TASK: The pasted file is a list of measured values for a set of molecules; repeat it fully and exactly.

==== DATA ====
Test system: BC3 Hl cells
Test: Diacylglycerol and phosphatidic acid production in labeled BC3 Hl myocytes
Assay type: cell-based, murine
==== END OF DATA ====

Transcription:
Test system: BC3 Hl cells
Test: Diacylglycerol and phosphatidic acid production in labeled BC3 Hl myocytes
Assay type: cell-based, murine